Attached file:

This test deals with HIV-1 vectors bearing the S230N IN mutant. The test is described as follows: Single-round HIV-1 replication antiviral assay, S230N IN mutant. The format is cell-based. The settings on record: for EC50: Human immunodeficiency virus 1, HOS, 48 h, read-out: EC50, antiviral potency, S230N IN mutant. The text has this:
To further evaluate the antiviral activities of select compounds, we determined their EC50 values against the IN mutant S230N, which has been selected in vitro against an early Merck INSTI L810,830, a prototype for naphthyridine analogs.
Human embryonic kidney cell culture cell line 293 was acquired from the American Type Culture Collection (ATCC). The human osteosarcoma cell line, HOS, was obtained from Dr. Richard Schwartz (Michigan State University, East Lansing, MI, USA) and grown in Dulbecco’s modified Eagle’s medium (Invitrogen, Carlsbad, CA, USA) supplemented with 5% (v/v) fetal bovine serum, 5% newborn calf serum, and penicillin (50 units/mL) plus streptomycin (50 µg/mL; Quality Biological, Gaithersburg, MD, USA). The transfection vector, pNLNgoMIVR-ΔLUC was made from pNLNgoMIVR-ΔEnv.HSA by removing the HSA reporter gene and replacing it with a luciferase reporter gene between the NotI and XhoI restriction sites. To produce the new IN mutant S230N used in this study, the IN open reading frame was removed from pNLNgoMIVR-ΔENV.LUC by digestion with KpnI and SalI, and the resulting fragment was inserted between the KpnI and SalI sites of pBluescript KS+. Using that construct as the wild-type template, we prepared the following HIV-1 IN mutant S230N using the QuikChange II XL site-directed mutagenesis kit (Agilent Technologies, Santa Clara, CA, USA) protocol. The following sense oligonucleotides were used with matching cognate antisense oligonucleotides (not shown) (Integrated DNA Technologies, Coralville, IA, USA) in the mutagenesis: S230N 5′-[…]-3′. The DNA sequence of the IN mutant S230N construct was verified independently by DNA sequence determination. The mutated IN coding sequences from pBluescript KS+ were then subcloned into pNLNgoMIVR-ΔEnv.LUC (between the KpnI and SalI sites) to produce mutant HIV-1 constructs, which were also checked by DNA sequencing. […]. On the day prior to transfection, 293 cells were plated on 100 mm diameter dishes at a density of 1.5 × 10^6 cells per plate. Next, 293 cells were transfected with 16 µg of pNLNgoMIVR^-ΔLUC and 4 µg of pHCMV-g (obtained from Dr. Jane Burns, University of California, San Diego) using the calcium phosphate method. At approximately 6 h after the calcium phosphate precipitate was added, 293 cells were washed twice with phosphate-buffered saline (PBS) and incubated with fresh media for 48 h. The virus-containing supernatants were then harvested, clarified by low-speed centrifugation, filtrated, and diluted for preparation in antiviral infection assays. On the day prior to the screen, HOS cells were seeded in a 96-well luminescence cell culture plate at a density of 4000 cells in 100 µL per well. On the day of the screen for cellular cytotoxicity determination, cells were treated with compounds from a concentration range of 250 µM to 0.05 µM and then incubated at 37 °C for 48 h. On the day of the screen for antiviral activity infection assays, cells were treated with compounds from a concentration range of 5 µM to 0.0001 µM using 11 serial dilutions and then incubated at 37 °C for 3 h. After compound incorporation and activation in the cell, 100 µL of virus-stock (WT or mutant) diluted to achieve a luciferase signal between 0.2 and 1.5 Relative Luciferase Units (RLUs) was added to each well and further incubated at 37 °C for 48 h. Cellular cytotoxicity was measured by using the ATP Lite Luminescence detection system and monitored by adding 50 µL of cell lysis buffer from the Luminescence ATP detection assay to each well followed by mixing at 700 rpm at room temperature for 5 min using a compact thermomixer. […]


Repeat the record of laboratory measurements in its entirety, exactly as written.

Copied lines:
This test deals with HIV-1 vectors bearing the S230N IN mutant. The test is described as follows: Single-round HIV-1 replication antiviral assay, S230N IN mutant. The format is cell-based. The settings on record: for EC50: Human immunodeficiency virus 1, HOS, 48 h, read-out: EC50, antiviral potency, S230N IN mutant. The text has this:
To further evaluate the antiviral activities of select compounds, we determined their EC50 values against the IN mutant S230N, which has been selected in vitro against an early Merck INSTI L810,830, a prototype for naphthyridine analogs.
Human embryonic kidney cell culture cell line 293 was acquired from the American Type Culture Collection (ATCC). The human osteosarcoma cell line, HOS, was obtained from Dr. Richard Schwartz (Michigan State University, East Lansing, MI, USA) and grown in Dulbecco’s modified Eagle’s medium (Invitrogen, Carlsbad, CA, USA) supplemented with 5% (v/v) fetal bovine serum, 5% newborn calf serum, and penicillin (50 units/mL) plus streptomycin (50 µg/mL; Quality Biological, Gaithersburg, MD, USA). The transfection vector, pNLNgoMIVR-ΔLUC was made from pNLNgoMIVR-ΔEnv.HSA by removing the HSA reporter gene and replacing it with a luciferase reporter gene between the NotI and XhoI restriction sites. To produce the new IN mutant S230N used in this study, the IN open reading frame was removed from pNLNgoMIVR-ΔENV.LUC by digestion with KpnI and SalI, and the resulting fragment was inserted between the KpnI and SalI sites of pBluescript KS+. Using that construct as the wild-type template, we prepared the following HIV-1 IN mutant S230N using the QuikChange II XL site-directed mutagenesis kit (Agilent Technologies, Santa Clara, CA, USA) protocol. The following sense oligonucleotides were used with matching cognate antisense oligonucleotides (not shown) (Integrated DNA Technologies, Coralville, IA, USA) in the mutagenesis: S230N 5′-[…]-3′. The DNA sequence of the IN mutant S230N construct was verified independently by DNA sequence determination. The mutated IN coding sequences from pBluescript KS+ were then subcloned into pNLNgoMIVR-ΔEnv.LUC (between the KpnI and SalI sites) to produce mutant HIV-1 constructs, which were also checked by DNA sequencing. […]. On the day prior to transfection, 293 cells were plated on 100 mm diameter dishes at a density of 1.5 × 10^6 cells per plate. Next, 293 cells were transfected with 16 µg of pNLNgoMIVR^-ΔLUC and 4 µg of pHCMV-g (obtained from Dr. Jane Burns, University of California, San Diego) using the calcium phosphate method. At approximately 6 h after the calcium phosphate precipitate was added, 293 cells were washed twice with phosphate-buffered saline (PBS) and incubated with fresh media for 48 h. The virus-containing supernatants were then harvested, clarified by low-speed centrifugation, filtrated, and diluted for preparation in antiviral infection assays. On the day prior to the screen, HOS cells were seeded in a 96-well luminescence cell culture plate at a density of 4000 cells in 100 µL per well. On the day of the screen for cellular cytotoxicity determination, cells were treated with compounds from a concentration range of 250 µM to 0.05 µM and then incubated at 37 °C for 48 h. On the day of the screen for antiviral activity infection assays, cells were treated with compounds from a concentration range of 5 µM to 0.0001 µM using 11 serial dilutions and then incubated at 37 °C for 3 h. After compound incorporation and activation in the cell, 100 µL of virus-stock (WT or mutant) diluted to achieve a luciferase signal between 0.2 and 1.5 Relative Luciferase Units (RLUs) was added to each well and further incubated at 37 °C for 48 h. Cellular cytotoxicity was measured by using the ATP Lite Luminescence detection system and monitored by adding 50 µL of cell lysis buffer from the Luminescence ATP detection assay to each well followed by mixing at 700 rpm at room temperature for 5 min using a compact thermomixer. […]